From 1700 to 1760 the Museum estimated 2000 slaves were held in Quebec - two-thirds of whom were First Nations people. The museum reported most slaves were very young, that the average age of First Nations slaves was just 14 years old. Their mortality was high, as most came from the interior, and lacked immunity to European diseases.
The Dictionary of Canadian Biography profiled the case of a First Nations slave who had been christened Pierre, whose original owner challenged Pierre's sale to settle his debts. He argued that Pierre's sale should be declared “invalid and harmful to religion", because he had converted to christianity, and had been baptized. Pierre was born around 1707, was baptized in 1723, was sold to satisfy his owner's debts in 1732. He died in 1747, the property of his second owner.
- Population: Slavery. Canadian Museum of History. Retrieved on 2019-06-15. “In Canada, the majority of slaves were not of African, but rather of Aboriginal origin. Native populations customarily subjugated war captives before the arrival of the French, but this practice acquired new meanings and unprecedented proportions in the context of western expansion. Beginning in the 1670s, the French began to receive captives from their Aboriginal partners as tokens of friendship during commercial and diplomatic exchanges. The Illinois were notorious for the raids which they led against nations to the southeast and from which they brought back captives. By the early eighteenth century, the practice of buying and selling these captives like merchandise was established.”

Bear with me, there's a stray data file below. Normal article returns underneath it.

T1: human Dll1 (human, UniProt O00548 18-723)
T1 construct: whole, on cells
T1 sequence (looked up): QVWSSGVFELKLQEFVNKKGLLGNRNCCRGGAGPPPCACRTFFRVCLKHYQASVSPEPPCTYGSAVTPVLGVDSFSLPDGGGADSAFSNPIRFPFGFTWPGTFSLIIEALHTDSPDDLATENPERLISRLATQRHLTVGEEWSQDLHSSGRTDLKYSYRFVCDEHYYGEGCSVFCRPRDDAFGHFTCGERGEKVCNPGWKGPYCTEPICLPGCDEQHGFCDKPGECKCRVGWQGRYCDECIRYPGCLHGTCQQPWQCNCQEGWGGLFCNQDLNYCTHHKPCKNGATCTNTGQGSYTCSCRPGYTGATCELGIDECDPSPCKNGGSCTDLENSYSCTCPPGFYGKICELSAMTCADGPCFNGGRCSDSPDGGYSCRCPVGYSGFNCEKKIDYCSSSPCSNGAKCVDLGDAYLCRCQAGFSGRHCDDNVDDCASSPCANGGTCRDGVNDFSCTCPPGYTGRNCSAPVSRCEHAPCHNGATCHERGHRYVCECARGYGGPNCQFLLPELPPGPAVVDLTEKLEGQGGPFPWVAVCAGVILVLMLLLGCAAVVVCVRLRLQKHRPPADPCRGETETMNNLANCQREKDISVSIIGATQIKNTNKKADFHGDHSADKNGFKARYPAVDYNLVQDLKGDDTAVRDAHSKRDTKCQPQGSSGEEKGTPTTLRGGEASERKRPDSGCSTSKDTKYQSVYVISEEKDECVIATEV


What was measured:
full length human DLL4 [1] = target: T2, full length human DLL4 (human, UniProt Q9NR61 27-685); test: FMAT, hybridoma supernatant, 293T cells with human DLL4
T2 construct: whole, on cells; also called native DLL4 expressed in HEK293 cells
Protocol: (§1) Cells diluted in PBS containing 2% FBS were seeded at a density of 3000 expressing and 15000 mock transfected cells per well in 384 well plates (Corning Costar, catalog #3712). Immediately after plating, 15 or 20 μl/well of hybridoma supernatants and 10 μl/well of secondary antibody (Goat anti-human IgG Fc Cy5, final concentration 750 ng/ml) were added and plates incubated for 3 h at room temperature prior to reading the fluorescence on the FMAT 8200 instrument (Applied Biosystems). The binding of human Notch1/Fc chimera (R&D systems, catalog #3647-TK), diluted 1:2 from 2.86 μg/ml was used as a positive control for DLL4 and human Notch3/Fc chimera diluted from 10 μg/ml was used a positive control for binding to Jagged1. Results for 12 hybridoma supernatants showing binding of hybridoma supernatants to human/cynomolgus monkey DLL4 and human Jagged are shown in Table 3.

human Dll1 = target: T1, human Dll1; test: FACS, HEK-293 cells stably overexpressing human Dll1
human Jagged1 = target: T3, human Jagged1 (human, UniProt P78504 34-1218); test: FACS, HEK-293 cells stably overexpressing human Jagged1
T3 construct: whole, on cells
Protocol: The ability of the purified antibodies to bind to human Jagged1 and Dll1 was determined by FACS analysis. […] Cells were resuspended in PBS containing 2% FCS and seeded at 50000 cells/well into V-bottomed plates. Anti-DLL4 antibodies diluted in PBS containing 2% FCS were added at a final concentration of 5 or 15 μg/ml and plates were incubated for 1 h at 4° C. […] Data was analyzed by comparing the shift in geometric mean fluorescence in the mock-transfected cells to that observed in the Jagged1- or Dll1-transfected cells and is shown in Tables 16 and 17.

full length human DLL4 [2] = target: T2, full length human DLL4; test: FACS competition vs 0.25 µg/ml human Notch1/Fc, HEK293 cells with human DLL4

- Robert Everett-Green. 200 years a slave: the dark history of captivity in Canada, Globe and Mail, 2014-02-28. Retrieved on 2019-06-15. “Many in Quebec had to be content with captives stolen or bought from indigenous peoples, some of whom practiced slavery before the Europeans arrived. About two-thirds of the slaves in Quebec were native people, mostly from the Pawnee nations of modern-day Nebraska, whose French Canadian name – Panis – became a synonym for an indigenous slave of any origin.”
- Signa A. Daum Shanks. A Story of Marguerite: A Tale about Panis, Case Comment, and Social History, Native Studies Review. Retrieved on 2019-06-15. “As typically experienced by other slaves in the New World, panis were not considered persons with respect to legal rights, but they could still be evaluated under the law in criminal matters.”
- George E. Hyde (1988). The Pawnee Indians. University of Oklahoma Press. ISBN 9780806120942. Retrieved on 2019-06-15. “The raiders carried off such great numbers of Pawnees into slavery that in the country on and east of the upper Mississippi the name Pani developed a new meaning: slave. The French adopted this meaning, and Indian slaves, no matter from which tribe they had been taken, were presently being termed Panis.”
- Michel Paquin. PIERRE, Comanche Indian, slave; b. c. 1707; baptized 11 Sept. 1723 in Montreal; buried there 5 Aug. 1747, Dictionary of Canadian Biography. Retrieved on 2019-06-14. “In 1732 Pierre, as he had been baptized, was the subject of a legal struggle which obliged the authorities of New France to pronounce more definitively on the legality of slavery in the colony than had Intendant Jacques Raudot* in his ordinance of 1709.”